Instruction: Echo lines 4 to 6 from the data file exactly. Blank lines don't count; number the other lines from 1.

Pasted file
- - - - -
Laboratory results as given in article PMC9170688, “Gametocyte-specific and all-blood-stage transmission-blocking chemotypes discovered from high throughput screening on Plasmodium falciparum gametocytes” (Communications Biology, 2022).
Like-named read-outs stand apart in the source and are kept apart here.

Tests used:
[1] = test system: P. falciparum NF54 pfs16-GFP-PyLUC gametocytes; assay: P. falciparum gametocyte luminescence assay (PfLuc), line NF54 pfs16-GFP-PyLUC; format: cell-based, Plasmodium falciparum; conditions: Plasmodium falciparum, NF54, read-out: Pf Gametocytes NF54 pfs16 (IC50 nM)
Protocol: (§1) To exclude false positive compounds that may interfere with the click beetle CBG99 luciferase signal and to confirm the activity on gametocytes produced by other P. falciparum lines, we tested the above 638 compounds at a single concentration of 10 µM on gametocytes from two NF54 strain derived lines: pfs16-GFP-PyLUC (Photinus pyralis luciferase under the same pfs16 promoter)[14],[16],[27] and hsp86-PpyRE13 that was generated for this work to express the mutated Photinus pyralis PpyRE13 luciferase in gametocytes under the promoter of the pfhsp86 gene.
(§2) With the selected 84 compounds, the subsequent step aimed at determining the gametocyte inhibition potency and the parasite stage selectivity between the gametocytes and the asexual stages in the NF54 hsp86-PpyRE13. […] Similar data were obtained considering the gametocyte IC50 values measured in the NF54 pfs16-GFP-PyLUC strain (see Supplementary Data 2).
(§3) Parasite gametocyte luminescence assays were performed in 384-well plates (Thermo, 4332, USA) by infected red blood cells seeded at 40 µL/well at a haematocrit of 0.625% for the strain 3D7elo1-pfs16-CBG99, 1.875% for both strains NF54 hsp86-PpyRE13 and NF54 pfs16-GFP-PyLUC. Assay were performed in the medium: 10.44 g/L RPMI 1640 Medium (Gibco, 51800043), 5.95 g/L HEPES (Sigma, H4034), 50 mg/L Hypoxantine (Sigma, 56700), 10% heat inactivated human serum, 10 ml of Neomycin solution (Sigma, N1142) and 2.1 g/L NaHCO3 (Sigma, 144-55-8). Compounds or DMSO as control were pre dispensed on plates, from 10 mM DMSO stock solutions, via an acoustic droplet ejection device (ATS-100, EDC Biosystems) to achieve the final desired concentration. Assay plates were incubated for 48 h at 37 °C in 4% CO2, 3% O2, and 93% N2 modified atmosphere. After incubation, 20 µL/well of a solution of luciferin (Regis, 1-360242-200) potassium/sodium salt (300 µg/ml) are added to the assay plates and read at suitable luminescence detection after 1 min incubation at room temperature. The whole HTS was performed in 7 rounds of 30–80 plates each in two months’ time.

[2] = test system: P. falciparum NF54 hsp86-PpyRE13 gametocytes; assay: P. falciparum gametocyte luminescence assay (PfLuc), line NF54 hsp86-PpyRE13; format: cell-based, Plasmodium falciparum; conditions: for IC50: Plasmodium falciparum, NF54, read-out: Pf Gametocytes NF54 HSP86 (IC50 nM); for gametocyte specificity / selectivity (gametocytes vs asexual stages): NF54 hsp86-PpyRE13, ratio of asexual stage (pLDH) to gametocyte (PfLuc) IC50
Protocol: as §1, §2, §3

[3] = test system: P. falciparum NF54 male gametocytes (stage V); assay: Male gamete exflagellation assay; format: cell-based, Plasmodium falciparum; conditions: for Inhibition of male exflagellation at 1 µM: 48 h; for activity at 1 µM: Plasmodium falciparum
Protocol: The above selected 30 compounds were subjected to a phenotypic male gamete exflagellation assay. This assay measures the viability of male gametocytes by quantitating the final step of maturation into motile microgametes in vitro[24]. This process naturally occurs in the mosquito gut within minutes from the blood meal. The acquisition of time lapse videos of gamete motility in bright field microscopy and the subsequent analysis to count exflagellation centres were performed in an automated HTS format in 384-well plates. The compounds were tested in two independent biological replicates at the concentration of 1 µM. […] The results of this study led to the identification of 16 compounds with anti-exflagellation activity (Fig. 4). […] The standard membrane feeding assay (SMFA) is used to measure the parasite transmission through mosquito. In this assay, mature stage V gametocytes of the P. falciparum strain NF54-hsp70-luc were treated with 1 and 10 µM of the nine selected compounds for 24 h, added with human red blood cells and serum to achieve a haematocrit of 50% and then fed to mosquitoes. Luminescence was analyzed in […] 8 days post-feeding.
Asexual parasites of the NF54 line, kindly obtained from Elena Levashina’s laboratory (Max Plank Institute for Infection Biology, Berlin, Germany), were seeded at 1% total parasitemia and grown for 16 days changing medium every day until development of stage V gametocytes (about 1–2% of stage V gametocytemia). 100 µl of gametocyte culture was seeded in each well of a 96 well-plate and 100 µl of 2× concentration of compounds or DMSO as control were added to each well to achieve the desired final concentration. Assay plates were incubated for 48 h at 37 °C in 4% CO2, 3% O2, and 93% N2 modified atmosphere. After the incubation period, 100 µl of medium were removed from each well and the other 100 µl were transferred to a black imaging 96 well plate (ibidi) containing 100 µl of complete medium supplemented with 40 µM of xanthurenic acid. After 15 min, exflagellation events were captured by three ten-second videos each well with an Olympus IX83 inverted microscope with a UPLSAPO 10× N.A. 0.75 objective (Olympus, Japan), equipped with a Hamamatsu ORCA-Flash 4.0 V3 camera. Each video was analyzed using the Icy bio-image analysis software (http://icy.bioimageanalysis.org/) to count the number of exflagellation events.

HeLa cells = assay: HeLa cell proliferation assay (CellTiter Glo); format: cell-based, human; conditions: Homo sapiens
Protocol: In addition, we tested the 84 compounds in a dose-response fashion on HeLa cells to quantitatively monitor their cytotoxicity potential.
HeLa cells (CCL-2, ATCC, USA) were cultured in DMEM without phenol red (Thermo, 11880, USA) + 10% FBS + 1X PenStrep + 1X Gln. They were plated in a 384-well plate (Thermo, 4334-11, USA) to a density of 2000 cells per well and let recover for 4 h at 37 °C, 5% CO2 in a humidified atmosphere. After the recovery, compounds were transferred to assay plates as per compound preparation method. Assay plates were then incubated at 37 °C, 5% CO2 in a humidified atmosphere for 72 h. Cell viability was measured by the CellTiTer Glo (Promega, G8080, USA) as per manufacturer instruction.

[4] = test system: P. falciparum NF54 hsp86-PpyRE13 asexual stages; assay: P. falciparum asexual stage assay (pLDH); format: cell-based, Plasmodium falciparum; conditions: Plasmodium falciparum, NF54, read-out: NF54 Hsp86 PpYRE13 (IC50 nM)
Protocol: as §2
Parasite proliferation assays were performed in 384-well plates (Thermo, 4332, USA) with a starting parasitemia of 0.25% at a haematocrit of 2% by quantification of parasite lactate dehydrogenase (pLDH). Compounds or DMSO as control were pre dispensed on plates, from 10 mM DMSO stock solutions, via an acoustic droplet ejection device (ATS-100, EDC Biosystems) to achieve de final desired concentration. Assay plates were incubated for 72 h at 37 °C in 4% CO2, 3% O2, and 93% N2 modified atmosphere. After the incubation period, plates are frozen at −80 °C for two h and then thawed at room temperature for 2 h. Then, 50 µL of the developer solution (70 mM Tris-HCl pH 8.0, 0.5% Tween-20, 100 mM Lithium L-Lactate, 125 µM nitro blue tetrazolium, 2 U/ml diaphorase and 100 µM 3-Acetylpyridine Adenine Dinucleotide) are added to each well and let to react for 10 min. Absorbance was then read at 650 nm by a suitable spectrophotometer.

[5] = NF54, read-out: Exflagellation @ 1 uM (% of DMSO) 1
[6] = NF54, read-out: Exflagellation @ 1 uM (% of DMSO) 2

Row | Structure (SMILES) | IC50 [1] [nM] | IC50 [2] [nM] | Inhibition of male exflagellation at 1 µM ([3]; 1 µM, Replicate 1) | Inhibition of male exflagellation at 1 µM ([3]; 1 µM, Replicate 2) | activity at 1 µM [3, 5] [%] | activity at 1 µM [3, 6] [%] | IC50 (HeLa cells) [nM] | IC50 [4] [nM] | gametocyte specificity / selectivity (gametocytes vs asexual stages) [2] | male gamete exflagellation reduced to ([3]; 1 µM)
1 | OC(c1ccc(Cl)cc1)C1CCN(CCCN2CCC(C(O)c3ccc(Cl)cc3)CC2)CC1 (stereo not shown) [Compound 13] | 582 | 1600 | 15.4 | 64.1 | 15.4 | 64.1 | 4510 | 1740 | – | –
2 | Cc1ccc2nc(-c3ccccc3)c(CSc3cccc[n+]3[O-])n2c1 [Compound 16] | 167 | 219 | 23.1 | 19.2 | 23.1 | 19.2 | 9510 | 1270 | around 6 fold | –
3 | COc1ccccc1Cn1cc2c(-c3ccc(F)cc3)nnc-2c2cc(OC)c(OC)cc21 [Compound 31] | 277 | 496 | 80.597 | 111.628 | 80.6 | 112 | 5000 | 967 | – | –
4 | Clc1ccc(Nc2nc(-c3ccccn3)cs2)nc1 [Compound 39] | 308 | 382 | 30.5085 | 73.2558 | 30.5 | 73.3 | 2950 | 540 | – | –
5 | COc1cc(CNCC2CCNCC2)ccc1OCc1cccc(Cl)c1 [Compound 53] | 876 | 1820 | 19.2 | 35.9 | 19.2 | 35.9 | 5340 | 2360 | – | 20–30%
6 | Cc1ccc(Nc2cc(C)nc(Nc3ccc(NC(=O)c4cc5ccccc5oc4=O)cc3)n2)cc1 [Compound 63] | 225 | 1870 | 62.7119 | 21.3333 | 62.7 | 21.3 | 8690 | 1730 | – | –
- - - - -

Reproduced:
[1] = test system: P. falciparum NF54 pfs16-GFP-PyLUC gametocytes; assay: P. falciparum gametocyte luminescence assay (PfLuc), line NF54 pfs16-GFP-PyLUC; format: cell-based, Plasmodium falciparum; conditions: Plasmodium falciparum, NF54, read-out: Pf Gametocytes NF54 pfs16 (IC50 nM)
Protocol: (§1) To exclude false positive compounds that may interfere with the click beetle CBG99 luciferase signal and to confirm the activity on gametocytes produced by other P. falciparum lines, we tested the above 638 compounds at a single concentration of 10 µM on gametocytes from two NF54 strain derived lines: pfs16-GFP-PyLUC (Photinus pyralis luciferase under the same pfs16 promoter)[14],[16],[27] and hsp86-PpyRE13 that was generated for this work to express the mutated Photinus pyralis PpyRE13 luciferase in gametocytes under the promoter of the pfhsp86 gene.
(§2) With the selected 84 compounds, the subsequent step aimed at determining the gametocyte inhibition potency and the parasite stage selectivity between the gametocytes and the asexual stages in the NF54 hsp86-PpyRE13. […] Similar data were obtained considering the gametocyte IC50 values measured in the NF54 pfs16-GFP-PyLUC strain (see Supplementary Data 2).